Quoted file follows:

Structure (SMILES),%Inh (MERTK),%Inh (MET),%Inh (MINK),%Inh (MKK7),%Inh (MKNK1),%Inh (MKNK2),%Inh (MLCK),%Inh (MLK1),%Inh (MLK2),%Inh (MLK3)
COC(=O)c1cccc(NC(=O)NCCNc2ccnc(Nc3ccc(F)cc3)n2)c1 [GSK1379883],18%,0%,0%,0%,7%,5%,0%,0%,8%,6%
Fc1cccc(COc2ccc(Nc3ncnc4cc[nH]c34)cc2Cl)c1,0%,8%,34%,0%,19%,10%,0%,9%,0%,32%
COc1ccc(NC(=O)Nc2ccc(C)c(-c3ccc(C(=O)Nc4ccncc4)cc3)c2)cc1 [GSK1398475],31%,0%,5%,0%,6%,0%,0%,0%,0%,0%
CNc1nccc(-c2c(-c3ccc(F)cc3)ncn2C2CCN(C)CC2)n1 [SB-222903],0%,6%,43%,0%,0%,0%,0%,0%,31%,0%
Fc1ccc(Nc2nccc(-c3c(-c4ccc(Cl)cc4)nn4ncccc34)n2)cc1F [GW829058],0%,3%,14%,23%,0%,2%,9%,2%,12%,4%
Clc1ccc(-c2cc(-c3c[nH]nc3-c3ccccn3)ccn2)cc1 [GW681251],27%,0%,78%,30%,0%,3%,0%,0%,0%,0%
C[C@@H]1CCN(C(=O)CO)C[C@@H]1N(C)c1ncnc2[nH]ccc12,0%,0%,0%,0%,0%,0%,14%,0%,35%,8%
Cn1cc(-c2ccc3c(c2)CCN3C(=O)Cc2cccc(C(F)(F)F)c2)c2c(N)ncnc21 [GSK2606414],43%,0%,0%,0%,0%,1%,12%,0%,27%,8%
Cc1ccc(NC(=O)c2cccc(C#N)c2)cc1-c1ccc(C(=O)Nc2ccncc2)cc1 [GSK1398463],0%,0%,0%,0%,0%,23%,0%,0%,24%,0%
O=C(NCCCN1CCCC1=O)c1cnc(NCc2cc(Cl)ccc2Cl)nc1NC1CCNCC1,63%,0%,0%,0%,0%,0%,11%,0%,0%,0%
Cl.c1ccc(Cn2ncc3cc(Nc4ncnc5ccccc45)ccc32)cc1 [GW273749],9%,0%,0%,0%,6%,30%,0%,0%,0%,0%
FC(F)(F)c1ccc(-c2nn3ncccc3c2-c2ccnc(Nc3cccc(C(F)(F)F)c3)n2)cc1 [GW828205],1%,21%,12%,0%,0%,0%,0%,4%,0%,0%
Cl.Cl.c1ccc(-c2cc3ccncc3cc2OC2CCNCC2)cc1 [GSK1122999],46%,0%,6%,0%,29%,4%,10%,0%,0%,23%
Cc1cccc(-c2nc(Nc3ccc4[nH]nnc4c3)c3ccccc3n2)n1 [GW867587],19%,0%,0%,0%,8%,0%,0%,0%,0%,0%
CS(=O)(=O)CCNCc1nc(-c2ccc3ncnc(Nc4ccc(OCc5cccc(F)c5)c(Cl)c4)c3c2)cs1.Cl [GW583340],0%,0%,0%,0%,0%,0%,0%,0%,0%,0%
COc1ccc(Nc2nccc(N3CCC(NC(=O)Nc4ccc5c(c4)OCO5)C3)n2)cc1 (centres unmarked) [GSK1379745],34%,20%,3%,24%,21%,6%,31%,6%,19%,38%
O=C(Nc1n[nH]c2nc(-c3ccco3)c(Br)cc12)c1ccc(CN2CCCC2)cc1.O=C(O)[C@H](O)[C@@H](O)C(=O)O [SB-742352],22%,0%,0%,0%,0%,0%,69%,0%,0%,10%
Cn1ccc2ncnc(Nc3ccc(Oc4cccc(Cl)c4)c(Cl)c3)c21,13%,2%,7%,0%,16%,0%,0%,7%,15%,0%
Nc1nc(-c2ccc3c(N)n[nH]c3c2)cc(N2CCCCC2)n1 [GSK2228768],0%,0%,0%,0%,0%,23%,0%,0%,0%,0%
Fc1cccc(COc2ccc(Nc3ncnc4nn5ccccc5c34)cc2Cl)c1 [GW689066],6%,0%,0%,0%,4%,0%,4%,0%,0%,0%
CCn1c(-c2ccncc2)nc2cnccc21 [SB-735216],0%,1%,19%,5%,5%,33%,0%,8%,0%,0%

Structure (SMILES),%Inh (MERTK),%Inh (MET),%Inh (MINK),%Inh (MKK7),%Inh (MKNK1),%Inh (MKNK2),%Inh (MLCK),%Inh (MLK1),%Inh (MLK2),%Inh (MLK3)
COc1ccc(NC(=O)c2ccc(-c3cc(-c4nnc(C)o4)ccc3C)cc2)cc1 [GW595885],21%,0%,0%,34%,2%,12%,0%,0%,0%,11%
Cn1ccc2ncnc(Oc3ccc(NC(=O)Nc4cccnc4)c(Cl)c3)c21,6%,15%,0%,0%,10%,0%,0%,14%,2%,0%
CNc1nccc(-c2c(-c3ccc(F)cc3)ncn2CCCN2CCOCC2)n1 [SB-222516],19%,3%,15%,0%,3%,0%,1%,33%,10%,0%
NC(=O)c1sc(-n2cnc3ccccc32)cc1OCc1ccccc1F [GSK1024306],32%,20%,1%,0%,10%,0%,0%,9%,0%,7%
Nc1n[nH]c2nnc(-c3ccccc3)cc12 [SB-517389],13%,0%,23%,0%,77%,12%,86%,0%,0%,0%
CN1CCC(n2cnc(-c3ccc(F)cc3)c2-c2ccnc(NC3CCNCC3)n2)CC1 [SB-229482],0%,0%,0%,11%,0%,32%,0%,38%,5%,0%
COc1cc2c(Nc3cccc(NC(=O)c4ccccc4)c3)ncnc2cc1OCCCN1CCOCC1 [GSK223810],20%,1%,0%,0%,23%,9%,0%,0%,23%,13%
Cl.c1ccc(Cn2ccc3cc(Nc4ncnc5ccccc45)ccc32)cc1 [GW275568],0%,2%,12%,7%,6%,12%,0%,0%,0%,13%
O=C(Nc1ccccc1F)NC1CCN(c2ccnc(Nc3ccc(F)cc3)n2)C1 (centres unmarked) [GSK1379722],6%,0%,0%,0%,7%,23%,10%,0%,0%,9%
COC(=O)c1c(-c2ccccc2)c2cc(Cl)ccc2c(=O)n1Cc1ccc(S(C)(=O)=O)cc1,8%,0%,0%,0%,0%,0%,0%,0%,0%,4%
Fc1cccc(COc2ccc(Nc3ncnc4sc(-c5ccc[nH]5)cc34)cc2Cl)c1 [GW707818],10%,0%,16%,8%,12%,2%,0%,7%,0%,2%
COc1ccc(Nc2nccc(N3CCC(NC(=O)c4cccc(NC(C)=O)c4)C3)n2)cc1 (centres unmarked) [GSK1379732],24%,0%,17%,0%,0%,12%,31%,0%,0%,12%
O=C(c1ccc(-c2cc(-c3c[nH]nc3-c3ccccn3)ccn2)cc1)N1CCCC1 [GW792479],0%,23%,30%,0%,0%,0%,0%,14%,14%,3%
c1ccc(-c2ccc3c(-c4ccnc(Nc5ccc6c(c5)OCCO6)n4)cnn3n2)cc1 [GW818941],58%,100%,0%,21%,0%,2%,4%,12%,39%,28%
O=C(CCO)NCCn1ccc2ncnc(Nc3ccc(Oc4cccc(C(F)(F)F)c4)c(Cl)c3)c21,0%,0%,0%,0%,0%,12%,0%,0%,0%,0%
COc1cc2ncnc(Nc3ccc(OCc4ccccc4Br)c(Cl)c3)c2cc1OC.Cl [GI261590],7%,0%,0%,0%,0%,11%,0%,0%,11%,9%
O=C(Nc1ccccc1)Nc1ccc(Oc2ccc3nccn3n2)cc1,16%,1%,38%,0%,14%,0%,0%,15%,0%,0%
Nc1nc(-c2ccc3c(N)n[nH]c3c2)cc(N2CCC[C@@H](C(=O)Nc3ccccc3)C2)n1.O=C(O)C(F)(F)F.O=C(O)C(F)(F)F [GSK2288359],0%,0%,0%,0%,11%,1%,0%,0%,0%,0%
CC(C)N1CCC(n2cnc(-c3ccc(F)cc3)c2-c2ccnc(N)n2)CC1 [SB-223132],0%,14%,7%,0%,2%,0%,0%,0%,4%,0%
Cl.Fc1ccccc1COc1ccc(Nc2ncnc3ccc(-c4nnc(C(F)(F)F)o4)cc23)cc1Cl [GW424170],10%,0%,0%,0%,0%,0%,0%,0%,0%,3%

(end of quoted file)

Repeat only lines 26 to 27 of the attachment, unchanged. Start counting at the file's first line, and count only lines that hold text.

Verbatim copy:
CNc1nccc(-c2c(-c3ccc(F)cc3)ncn2CCCN2CCOCC2)n1 [SB-222516],19%,3%,15%,0%,3%,0%,1%,33%,10%,0%
NC(=O)c1sc(-n2cnc3ccccc32)cc1OCc1ccccc1F [GSK1024306],32%,20%,1%,0%,10%,0%,0%,9%,0%,7%